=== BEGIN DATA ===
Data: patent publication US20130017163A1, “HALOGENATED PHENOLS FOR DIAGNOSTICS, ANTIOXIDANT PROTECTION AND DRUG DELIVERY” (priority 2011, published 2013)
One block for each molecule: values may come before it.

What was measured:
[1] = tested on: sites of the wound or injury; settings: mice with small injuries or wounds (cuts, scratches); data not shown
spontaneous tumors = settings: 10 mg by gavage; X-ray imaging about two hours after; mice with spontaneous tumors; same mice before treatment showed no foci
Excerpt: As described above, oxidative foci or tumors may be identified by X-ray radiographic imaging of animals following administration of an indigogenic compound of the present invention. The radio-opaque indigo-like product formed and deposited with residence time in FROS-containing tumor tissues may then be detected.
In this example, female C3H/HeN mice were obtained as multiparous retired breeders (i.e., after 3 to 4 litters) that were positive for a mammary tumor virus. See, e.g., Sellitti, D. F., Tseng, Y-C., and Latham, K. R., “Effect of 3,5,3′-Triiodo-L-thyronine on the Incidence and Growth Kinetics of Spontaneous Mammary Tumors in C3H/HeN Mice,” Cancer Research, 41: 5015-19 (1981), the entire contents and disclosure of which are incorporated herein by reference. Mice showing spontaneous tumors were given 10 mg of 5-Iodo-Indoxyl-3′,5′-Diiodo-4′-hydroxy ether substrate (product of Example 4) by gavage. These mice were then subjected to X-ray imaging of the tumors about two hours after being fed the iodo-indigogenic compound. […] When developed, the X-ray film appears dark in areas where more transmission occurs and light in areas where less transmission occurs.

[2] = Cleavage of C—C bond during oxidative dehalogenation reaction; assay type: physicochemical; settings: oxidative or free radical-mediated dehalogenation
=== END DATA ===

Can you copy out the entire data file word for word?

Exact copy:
Data: patent publication US20130017163A1, “HALOGENATED PHENOLS FOR DIAGNOSTICS, ANTIOXIDANT PROTECTION AND DRUG DELIVERY” (priority 2011, published 2013)
One block for each molecule: values may come before it.

What was measured:
[1] = tested on: sites of the wound or injury; settings: mice with small injuries or wounds (cuts, scratches); data not shown
spontaneous tumors = settings: 10 mg by gavage; X-ray imaging about two hours after; mice with spontaneous tumors; same mice before treatment showed no foci
Excerpt: As described above, oxidative foci or tumors may be identified by X-ray radiographic imaging of animals following administration of an indigogenic compound of the present invention. The radio-opaque indigo-like product formed and deposited with residence time in FROS-containing tumor tissues may then be detected.
In this example, female C3H/HeN mice were obtained as multiparous retired breeders (i.e., after 3 to 4 litters) that were positive for a mammary tumor virus. See, e.g., Sellitti, D. F., Tseng, Y-C., and Latham, K. R., “Effect of 3,5,3′-Triiodo-L-thyronine on the Incidence and Growth Kinetics of Spontaneous Mammary Tumors in C3H/HeN Mice,” Cancer Research, 41: 5015-19 (1981), the entire contents and disclosure of which are incorporated herein by reference. Mice showing spontaneous tumors were given 10 mg of 5-Iodo-Indoxyl-3′,5′-Diiodo-4′-hydroxy ether substrate (product of Example 4) by gavage. These mice were then subjected to X-ray imaging of the tumors about two hours after being fed the iodo-indigogenic compound. […] When developed, the X-ray film appears dark in areas where more transmission occurs and light in areas where less transmission occurs.

[2] = Cleavage of C—C bond during oxidative dehalogenation reaction; assay type: physicochemical; settings: oxidative or free radical-mediated dehalogenation